Woman rides bike in a well marked and separated bike lane.

Smart Growth has released their annual Complete Streets report.

Amherst and Walpole tied for eighth place in the National Complete Streets Coalition’s ranking of the best local “complete streets” policies of 2018.

This year’s report evaluates the 66 complete streets policies that were adopted in 2018, with Cleveland Heights, Ohio, earning the highest grade.

Complete streets policies take into account not only motor vehicles but also pedestrians, cyclists and public transportation access in the planning, design and operational procedures undertaken for construction or renovation of streets, parks, sidewalks and parking lots. The intent is for transportation modes other than vehicles to be considered as a matter of routine and, ultimately, to make non-vehicle options easier and safer.

In Massachusetts, 200 cities and towns, representing 80 percent of the state’s population, have adopted a complete streets policy. Nearly all of these municipalities applied for funding through the Massachusetts Department of Transportation’s Complete Streets Funding Program.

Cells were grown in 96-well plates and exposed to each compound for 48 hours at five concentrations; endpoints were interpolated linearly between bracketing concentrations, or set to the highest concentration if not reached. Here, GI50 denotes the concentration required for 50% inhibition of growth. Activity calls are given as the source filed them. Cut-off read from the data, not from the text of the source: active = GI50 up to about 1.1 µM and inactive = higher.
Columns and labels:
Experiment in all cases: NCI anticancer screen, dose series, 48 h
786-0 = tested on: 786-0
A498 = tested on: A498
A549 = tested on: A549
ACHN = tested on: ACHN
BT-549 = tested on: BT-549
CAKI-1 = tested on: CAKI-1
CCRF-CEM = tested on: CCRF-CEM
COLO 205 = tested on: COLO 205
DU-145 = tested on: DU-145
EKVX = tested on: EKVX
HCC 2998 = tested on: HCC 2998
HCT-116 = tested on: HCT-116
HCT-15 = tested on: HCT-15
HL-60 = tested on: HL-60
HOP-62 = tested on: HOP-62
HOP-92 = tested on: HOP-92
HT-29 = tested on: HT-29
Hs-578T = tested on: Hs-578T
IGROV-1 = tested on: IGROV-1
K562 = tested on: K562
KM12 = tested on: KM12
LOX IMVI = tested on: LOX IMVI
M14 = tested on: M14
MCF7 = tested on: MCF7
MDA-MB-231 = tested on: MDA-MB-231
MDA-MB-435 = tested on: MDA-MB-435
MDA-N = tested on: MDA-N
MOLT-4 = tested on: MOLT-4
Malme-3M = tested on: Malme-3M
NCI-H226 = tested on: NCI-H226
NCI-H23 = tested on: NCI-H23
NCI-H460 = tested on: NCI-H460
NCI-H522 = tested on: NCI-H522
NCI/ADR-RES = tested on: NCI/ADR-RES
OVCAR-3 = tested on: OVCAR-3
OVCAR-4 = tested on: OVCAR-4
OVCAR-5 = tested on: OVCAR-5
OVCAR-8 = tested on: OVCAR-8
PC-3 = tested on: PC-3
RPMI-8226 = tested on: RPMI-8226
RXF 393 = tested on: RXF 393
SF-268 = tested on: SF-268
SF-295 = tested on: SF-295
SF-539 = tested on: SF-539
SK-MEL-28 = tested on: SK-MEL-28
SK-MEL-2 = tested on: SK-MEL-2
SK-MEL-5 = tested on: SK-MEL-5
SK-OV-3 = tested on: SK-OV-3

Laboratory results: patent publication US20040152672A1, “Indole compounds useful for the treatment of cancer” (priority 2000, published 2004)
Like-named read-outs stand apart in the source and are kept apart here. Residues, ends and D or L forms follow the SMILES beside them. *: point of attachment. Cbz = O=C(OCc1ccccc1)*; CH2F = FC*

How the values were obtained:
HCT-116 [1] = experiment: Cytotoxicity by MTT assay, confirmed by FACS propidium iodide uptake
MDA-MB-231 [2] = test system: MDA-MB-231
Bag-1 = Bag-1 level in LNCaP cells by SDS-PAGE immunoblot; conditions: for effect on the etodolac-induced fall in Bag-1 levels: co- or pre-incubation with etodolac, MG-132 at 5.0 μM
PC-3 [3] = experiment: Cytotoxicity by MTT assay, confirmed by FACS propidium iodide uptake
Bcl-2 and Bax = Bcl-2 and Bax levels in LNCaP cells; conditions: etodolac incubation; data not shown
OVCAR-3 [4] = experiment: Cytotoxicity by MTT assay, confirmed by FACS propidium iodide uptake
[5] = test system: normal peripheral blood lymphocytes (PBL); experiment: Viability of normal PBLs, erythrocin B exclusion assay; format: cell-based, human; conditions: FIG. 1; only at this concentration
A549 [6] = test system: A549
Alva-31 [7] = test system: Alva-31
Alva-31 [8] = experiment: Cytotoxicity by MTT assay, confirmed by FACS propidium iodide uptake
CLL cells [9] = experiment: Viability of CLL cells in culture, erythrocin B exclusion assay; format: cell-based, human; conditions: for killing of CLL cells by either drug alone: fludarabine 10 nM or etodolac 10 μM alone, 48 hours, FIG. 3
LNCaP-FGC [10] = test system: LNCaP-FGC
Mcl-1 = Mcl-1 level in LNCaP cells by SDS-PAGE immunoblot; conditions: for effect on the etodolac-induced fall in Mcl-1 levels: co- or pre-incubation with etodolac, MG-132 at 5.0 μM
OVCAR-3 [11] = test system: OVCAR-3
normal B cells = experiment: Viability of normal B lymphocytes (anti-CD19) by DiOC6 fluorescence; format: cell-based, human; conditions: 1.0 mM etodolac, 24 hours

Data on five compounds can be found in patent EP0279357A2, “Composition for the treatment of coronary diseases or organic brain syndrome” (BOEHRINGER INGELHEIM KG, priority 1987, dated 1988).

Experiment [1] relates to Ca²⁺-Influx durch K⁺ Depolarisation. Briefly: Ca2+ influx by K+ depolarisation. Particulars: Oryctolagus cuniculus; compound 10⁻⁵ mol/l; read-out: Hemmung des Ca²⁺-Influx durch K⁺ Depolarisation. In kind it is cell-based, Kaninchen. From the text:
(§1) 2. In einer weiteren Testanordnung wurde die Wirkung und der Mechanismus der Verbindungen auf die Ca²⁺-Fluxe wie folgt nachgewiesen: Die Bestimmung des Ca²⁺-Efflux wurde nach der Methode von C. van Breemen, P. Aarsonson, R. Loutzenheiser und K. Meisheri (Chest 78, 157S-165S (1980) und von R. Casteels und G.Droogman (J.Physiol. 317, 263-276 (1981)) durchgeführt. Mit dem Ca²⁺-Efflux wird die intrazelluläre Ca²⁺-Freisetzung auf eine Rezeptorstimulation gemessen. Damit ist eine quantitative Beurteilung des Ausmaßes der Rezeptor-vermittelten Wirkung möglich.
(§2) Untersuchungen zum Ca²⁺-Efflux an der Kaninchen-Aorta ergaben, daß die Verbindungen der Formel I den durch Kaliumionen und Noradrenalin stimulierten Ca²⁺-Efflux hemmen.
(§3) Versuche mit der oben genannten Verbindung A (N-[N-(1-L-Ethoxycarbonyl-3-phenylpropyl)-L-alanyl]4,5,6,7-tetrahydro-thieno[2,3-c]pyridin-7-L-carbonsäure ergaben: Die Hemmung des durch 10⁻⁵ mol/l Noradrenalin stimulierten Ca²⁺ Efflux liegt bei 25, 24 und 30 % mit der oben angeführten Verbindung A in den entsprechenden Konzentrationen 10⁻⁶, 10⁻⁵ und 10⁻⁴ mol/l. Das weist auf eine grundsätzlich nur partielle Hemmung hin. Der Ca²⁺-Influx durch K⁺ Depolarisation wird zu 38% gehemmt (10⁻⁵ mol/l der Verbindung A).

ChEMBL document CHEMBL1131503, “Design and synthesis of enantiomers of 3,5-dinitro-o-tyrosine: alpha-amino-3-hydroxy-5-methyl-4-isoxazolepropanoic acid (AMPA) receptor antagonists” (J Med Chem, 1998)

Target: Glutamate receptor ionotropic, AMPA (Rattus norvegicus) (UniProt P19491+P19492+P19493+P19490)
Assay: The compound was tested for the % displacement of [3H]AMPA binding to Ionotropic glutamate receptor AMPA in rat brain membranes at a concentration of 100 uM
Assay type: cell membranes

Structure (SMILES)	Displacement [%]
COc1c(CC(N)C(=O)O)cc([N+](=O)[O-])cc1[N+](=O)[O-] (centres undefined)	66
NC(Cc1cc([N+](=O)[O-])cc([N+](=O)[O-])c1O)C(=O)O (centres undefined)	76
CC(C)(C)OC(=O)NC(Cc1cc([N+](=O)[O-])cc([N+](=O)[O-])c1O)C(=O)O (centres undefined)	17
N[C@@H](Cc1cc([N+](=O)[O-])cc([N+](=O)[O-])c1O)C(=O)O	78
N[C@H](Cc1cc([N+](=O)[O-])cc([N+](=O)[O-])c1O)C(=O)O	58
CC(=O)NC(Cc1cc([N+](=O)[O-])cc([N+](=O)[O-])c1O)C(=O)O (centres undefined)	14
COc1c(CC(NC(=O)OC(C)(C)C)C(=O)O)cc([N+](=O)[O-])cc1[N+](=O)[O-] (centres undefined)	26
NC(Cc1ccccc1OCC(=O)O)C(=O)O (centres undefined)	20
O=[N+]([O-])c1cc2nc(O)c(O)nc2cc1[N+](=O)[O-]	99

MassDOT has distributed Tier 2 funding to 161 cities and towns to pay for the development of a five-year prioritization plan that lists the most important local projects needed to improve a municipality’s built environment for better walkability, bikeability and public transportation access.

MassDOT has allocated 106 Tier 3 funding awards to 71 municipalities for more than $42 million. Tier 3 provides reimbursements for construction projects.

Funding recipients are listed in MassDOT’s participation report at masscompletestreets.com.

MassDOT will be accepting applications for Tier 3 project funding on Oct. 1, 2019, and May 1, 2020. Submissions can be made through the MassDOT Complete Streets portal one month before the deadlines.

For assistance with developing a complete streets policy, contact D.J. Wilson at the MMA.

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